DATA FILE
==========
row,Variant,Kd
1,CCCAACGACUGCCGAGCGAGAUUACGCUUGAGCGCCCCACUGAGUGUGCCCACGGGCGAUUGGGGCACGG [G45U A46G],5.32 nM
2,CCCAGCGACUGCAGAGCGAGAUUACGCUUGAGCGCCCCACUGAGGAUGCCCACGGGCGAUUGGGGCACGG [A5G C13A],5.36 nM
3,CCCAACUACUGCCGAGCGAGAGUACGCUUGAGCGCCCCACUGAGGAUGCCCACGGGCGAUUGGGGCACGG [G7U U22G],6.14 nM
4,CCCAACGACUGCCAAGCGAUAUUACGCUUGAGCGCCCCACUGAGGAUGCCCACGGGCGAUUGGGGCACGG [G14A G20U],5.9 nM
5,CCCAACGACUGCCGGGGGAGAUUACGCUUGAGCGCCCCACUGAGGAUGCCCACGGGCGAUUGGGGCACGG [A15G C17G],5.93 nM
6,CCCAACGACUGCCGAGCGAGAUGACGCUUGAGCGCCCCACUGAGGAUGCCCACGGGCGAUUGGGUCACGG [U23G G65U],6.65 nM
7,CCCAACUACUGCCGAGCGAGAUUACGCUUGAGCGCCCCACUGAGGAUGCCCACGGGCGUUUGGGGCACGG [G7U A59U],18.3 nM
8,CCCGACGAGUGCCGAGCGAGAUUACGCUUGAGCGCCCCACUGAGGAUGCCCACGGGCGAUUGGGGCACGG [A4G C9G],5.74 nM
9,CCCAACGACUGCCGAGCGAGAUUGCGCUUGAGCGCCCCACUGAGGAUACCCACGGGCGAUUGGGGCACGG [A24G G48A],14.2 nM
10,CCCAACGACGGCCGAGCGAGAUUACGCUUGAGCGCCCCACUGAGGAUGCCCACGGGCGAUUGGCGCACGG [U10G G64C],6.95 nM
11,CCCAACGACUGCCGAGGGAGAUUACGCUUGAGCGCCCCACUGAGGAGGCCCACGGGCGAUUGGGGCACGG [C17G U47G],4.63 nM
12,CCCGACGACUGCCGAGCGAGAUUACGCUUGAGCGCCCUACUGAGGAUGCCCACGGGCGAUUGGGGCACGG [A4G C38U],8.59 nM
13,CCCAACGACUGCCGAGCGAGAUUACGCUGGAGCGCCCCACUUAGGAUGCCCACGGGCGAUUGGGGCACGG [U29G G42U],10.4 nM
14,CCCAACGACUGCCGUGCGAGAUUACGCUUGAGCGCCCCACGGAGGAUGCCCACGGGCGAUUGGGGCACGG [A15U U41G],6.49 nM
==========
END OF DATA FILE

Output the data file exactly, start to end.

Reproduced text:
row,Variant,Kd
1,CCCAACGACUGCCGAGCGAGAUUACGCUUGAGCGCCCCACUGAGUGUGCCCACGGGCGAUUGGGGCACGG [G45U A46G],5.32 nM
2,CCCAGCGACUGCAGAGCGAGAUUACGCUUGAGCGCCCCACUGAGGAUGCCCACGGGCGAUUGGGGCACGG [A5G C13A],5.36 nM
3,CCCAACUACUGCCGAGCGAGAGUACGCUUGAGCGCCCCACUGAGGAUGCCCACGGGCGAUUGGGGCACGG [G7U U22G],6.14 nM
4,CCCAACGACUGCCAAGCGAUAUUACGCUUGAGCGCCCCACUGAGGAUGCCCACGGGCGAUUGGGGCACGG [G14A G20U],5.9 nM
5,CCCAACGACUGCCGGGGGAGAUUACGCUUGAGCGCCCCACUGAGGAUGCCCACGGGCGAUUGGGGCACGG [A15G C17G],5.93 nM
6,CCCAACGACUGCCGAGCGAGAUGACGCUUGAGCGCCCCACUGAGGAUGCCCACGGGCGAUUGGGUCACGG [U23G G65U],6.65 nM
7,CCCAACUACUGCCGAGCGAGAUUACGCUUGAGCGCCCCACUGAGGAUGCCCACGGGCGUUUGGGGCACGG [G7U A59U],18.3 nM
8,CCCGACGAGUGCCGAGCGAGAUUACGCUUGAGCGCCCCACUGAGGAUGCCCACGGGCGAUUGGGGCACGG [A4G C9G],5.74 nM
9,CCCAACGACUGCCGAGCGAGAUUGCGCUUGAGCGCCCCACUGAGGAUACCCACGGGCGAUUGGGGCACGG [A24G G48A],14.2 nM
10,CCCAACGACGGCCGAGCGAGAUUACGCUUGAGCGCCCCACUGAGGAUGCCCACGGGCGAUUGGCGCACGG [U10G G64C],6.95 nM
11,CCCAACGACUGCCGAGGGAGAUUACGCUUGAGCGCCCCACUGAGGAGGCCCACGGGCGAUUGGGGCACGG [C17G U47G],4.63 nM
12,CCCGACGACUGCCGAGCGAGAUUACGCUUGAGCGCCCUACUGAGGAUGCCCACGGGCGAUUGGGGCACGG [A4G C38U],8.59 nM
13,CCCAACGACUGCCGAGCGAGAUUACGCUGGAGCGCCCCACUUAGGAUGCCCACGGGCGAUUGGGGCACGG [U29G G42U],10.4 nM
14,CCCAACGACUGCCGUGCGAGAUUACGCUUGAGCGCCCCACGGAGGAUGCCCACGGGCGAUUGGGGCACGG [A15U U41G],6.49 nM